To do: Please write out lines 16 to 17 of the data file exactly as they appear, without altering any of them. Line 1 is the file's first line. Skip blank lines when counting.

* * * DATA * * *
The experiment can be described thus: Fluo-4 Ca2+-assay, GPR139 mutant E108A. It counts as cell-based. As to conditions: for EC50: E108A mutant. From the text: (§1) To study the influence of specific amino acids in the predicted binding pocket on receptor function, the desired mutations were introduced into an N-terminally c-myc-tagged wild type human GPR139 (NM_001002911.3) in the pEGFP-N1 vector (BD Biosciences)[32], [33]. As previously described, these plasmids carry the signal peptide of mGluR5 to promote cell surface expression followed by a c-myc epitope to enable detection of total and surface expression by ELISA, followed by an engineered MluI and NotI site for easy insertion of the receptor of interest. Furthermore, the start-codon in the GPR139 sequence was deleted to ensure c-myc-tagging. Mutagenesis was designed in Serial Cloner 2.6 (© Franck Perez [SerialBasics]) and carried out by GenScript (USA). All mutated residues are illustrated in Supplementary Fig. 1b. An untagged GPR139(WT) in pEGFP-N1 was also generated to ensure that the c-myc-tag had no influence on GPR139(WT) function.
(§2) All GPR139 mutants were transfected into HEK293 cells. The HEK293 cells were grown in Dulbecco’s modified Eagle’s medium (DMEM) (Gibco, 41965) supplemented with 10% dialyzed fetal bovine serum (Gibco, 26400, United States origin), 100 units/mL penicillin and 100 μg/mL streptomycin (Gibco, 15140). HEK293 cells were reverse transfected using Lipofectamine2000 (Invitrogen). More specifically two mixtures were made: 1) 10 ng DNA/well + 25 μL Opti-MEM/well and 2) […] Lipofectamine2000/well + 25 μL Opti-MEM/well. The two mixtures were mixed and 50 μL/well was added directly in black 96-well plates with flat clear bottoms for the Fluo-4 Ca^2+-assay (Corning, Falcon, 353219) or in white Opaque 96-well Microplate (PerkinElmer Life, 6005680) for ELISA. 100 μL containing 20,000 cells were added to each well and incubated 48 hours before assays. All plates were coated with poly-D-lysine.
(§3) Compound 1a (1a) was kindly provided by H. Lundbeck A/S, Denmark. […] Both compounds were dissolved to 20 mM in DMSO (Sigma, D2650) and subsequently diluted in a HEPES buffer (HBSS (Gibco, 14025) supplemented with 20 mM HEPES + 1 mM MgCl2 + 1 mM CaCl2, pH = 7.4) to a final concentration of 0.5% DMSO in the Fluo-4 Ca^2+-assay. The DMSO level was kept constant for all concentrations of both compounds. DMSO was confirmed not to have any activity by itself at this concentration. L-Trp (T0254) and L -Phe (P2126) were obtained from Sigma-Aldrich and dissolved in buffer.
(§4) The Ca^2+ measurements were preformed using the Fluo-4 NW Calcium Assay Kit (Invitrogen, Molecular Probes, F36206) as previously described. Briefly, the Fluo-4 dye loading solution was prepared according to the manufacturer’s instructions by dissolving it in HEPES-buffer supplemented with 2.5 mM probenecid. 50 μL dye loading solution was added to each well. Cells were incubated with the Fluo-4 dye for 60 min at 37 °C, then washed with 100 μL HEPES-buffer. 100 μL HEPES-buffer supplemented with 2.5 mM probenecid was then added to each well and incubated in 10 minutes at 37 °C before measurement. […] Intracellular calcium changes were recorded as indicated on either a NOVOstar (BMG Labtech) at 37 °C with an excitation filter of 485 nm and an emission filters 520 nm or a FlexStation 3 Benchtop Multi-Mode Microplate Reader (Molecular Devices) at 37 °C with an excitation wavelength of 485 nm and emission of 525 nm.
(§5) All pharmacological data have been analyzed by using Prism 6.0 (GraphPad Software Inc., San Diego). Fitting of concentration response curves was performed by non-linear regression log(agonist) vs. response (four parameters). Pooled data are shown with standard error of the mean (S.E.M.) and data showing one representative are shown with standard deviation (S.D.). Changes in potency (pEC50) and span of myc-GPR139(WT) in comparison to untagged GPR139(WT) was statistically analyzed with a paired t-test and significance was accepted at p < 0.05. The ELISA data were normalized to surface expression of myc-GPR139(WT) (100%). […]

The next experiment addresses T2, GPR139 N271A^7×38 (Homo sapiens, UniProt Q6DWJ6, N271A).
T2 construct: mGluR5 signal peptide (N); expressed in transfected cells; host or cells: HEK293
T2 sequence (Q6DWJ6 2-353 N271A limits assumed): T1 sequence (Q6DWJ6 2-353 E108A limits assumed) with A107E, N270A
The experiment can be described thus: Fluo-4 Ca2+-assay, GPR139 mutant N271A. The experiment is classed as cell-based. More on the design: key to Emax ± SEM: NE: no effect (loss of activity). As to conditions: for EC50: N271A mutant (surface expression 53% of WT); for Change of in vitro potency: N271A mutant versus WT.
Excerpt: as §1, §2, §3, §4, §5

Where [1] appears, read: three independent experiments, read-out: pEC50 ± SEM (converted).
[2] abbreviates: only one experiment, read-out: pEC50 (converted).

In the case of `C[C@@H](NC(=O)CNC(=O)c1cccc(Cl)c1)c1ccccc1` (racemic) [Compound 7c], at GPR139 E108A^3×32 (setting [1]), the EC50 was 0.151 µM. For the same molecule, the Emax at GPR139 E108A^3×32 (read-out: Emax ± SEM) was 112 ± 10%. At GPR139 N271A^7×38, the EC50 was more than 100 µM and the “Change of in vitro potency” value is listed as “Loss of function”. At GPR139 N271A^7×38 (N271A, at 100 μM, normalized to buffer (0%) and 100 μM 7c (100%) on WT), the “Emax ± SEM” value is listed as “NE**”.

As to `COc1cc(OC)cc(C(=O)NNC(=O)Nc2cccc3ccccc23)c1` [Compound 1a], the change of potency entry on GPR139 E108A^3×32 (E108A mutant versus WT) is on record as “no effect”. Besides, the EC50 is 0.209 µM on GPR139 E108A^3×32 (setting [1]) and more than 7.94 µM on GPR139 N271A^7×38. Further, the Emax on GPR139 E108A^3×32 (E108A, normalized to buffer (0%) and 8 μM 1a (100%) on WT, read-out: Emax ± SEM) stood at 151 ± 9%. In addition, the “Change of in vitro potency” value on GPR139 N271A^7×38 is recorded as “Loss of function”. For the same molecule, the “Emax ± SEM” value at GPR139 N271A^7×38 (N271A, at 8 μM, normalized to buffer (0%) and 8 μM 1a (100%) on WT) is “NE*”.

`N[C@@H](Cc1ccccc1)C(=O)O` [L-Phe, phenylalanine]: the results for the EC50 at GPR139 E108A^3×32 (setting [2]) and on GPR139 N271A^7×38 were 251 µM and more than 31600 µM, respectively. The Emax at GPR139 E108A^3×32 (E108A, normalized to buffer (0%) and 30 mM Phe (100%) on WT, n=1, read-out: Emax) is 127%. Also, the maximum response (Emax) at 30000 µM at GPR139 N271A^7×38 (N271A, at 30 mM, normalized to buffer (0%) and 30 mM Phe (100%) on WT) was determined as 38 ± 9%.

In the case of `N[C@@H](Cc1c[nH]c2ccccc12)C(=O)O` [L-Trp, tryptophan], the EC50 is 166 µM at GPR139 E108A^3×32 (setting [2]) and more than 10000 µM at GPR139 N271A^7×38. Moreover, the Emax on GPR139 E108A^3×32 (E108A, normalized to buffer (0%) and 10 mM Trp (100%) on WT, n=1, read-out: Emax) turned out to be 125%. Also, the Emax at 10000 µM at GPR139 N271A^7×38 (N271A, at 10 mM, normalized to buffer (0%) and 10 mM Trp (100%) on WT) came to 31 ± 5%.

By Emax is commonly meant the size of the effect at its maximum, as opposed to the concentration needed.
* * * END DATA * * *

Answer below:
In the case of `N[C@@H](Cc1c[nH]c2ccccc12)C(=O)O` [L-Trp, tryptophan], the EC50 is 166 µM at GPR139 E108A^3×32 (setting [2]) and more than 10000 µM at GPR139 N271A^7×38. Moreover, the Emax on GPR139 E108A^3×32 (E108A, normalized to buffer (0%) and 10 mM Trp (100%) on WT, n=1, read-out: Emax) turned out to be 125%. Also, the Emax at 10000 µM at GPR139 N271A^7×38 (N271A, at 10 mM, normalized to buffer (0%) and 10 mM Trp (100%) on WT) came to 31 ± 5%.

By Emax is commonly meant the size of the effect at its maximum, as opposed to the concentration needed.